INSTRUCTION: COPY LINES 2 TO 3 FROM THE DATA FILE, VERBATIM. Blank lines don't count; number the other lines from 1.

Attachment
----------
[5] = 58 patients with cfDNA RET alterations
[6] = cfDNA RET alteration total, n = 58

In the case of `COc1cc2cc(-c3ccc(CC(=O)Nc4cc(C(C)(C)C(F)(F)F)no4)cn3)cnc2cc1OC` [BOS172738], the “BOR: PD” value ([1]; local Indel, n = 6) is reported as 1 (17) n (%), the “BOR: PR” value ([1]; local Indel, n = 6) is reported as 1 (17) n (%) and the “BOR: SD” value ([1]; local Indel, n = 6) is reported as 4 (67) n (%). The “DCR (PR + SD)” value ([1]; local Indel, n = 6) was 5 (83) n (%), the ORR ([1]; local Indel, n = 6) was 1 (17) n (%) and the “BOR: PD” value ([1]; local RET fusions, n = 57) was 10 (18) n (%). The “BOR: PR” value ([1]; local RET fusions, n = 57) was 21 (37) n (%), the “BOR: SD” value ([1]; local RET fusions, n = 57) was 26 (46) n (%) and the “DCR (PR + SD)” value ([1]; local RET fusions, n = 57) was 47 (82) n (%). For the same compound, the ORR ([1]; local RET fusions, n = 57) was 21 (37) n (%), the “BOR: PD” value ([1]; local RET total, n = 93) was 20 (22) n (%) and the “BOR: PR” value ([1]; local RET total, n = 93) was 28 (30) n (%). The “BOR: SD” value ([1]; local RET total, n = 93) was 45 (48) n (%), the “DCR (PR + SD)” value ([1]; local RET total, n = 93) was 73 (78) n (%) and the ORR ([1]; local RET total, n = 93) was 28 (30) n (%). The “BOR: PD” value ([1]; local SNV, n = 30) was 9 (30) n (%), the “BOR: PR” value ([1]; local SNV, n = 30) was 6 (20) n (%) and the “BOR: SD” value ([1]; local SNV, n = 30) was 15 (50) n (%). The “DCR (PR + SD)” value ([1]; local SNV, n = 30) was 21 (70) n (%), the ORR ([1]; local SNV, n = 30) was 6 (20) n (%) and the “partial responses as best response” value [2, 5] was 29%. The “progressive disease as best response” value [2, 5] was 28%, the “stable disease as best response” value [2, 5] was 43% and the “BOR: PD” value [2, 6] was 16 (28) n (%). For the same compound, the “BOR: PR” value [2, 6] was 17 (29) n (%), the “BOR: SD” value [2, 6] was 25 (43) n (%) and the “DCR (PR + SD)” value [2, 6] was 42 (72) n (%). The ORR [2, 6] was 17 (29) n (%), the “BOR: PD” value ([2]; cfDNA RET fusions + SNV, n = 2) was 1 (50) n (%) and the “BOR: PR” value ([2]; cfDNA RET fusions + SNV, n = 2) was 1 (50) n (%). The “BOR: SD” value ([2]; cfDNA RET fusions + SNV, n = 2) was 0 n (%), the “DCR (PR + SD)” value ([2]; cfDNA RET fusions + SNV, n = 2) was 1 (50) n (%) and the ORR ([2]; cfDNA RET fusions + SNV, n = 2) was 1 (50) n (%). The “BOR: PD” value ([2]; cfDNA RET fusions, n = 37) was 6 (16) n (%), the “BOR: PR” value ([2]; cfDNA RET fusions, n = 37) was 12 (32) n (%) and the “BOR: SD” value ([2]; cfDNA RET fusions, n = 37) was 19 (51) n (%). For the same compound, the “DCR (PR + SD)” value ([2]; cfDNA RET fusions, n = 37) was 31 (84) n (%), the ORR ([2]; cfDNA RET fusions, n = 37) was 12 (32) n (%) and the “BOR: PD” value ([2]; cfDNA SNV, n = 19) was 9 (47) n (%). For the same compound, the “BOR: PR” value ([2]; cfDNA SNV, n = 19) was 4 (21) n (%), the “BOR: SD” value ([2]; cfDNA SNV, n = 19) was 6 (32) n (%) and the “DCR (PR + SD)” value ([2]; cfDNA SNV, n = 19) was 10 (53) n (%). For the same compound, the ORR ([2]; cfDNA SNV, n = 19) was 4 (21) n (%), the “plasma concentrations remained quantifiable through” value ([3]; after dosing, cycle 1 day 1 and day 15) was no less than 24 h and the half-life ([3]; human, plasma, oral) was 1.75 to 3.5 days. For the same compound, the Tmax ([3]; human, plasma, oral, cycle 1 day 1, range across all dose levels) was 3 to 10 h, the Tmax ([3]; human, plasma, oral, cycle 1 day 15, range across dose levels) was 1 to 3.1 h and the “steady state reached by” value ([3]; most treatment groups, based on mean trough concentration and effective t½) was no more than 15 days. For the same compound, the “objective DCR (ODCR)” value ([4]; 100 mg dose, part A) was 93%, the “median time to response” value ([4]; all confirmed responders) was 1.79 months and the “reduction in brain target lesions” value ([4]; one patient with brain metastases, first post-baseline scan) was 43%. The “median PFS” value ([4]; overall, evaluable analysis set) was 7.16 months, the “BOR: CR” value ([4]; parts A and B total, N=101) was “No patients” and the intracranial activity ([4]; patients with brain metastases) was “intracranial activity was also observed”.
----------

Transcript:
[6] = cfDNA RET alteration total, n = 58

In the case of `COc1cc2cc(-c3ccc(CC(=O)Nc4cc(C(C)(C)C(F)(F)F)no4)cn3)cnc2cc1OC` [BOS172738], the “BOR: PD” value ([1]; local Indel, n = 6) is reported as 1 (17) n (%), the “BOR: PR” value ([1]; local Indel, n = 6) is reported as 1 (17) n (%) and the “BOR: SD” value ([1]; local Indel, n = 6) is reported as 4 (67) n (%). The “DCR (PR + SD)” value ([1]; local Indel, n = 6) was 5 (83) n (%), the ORR ([1]; local Indel, n = 6) was 1 (17) n (%) and the “BOR: PD” value ([1]; local RET fusions, n = 57) was 10 (18) n (%). The “BOR: PR” value ([1]; local RET fusions, n = 57) was 21 (37) n (%), the “BOR: SD” value ([1]; local RET fusions, n = 57) was 26 (46) n (%) and the “DCR (PR + SD)” value ([1]; local RET fusions, n = 57) was 47 (82) n (%). For the same compound, the ORR ([1]; local RET fusions, n = 57) was 21 (37) n (%), the “BOR: PD” value ([1]; local RET total, n = 93) was 20 (22) n (%) and the “BOR: PR” value ([1]; local RET total, n = 93) was 28 (30) n (%). The “BOR: SD” value ([1]; local RET total, n = 93) was 45 (48) n (%), the “DCR (PR + SD)” value ([1]; local RET total, n = 93) was 73 (78) n (%) and the ORR ([1]; local RET total, n = 93) was 28 (30) n (%). The “BOR: PD” value ([1]; local SNV, n = 30) was 9 (30) n (%), the “BOR: PR” value ([1]; local SNV, n = 30) was 6 (20) n (%) and the “BOR: SD” value ([1]; local SNV, n = 30) was 15 (50) n (%). The “DCR (PR + SD)” value ([1]; local SNV, n = 30) was 21 (70) n (%), the ORR ([1]; local SNV, n = 30) was 6 (20) n (%) and the “partial responses as best response” value [2, 5] was 29%. The “progressive disease as best response” value [2, 5] was 28%, the “stable disease as best response” value [2, 5] was 43% and the “BOR: PD” value [2, 6] was 16 (28) n (%). For the same compound, the “BOR: PR” value [2, 6] was 17 (29) n (%), the “BOR: SD” value [2, 6] was 25 (43) n (%) and the “DCR (PR + SD)” value [2, 6] was 42 (72) n (%). The ORR [2, 6] was 17 (29) n (%), the “BOR: PD” value ([2]; cfDNA RET fusions + SNV, n = 2) was 1 (50) n (%) and the “BOR: PR” value ([2]; cfDNA RET fusions + SNV, n = 2) was 1 (50) n (%). The “BOR: SD” value ([2]; cfDNA RET fusions + SNV, n = 2) was 0 n (%), the “DCR (PR + SD)” value ([2]; cfDNA RET fusions + SNV, n = 2) was 1 (50) n (%) and the ORR ([2]; cfDNA RET fusions + SNV, n = 2) was 1 (50) n (%). The “BOR: PD” value ([2]; cfDNA RET fusions, n = 37) was 6 (16) n (%), the “BOR: PR” value ([2]; cfDNA RET fusions, n = 37) was 12 (32) n (%) and the “BOR: SD” value ([2]; cfDNA RET fusions, n = 37) was 19 (51) n (%). For the same compound, the “DCR (PR + SD)” value ([2]; cfDNA RET fusions, n = 37) was 31 (84) n (%), the ORR ([2]; cfDNA RET fusions, n = 37) was 12 (32) n (%) and the “BOR: PD” value ([2]; cfDNA SNV, n = 19) was 9 (47) n (%). For the same compound, the “BOR: PR” value ([2]; cfDNA SNV, n = 19) was 4 (21) n (%), the “BOR: SD” value ([2]; cfDNA SNV, n = 19) was 6 (32) n (%) and the “DCR (PR + SD)” value ([2]; cfDNA SNV, n = 19) was 10 (53) n (%). For the same compound, the ORR ([2]; cfDNA SNV, n = 19) was 4 (21) n (%), the “plasma concentrations remained quantifiable through” value ([3]; after dosing, cycle 1 day 1 and day 15) was no less than 24 h and the half-life ([3]; human, plasma, oral) was 1.75 to 3.5 days. For the same compound, the Tmax ([3]; human, plasma, oral, cycle 1 day 1, range across all dose levels) was 3 to 10 h, the Tmax ([3]; human, plasma, oral, cycle 1 day 15, range across dose levels) was 1 to 3.1 h and the “steady state reached by” value ([3]; most treatment groups, based on mean trough concentration and effective t½) was no more than 15 days. For the same compound, the “objective DCR (ODCR)” value ([4]; 100 mg dose, part A) was 93%, the “median time to response” value ([4]; all confirmed responders) was 1.79 months and the “reduction in brain target lesions” value ([4]; one patient with brain metastases, first post-baseline scan) was 43%. The “median PFS” value ([4]; overall, evaluable analysis set) was 7.16 months, the “BOR: CR” value ([4]; parts A and B total, N=101) was “No patients” and the intracranial activity ([4]; patients with brain metastases) was “intracranial activity was also observed”.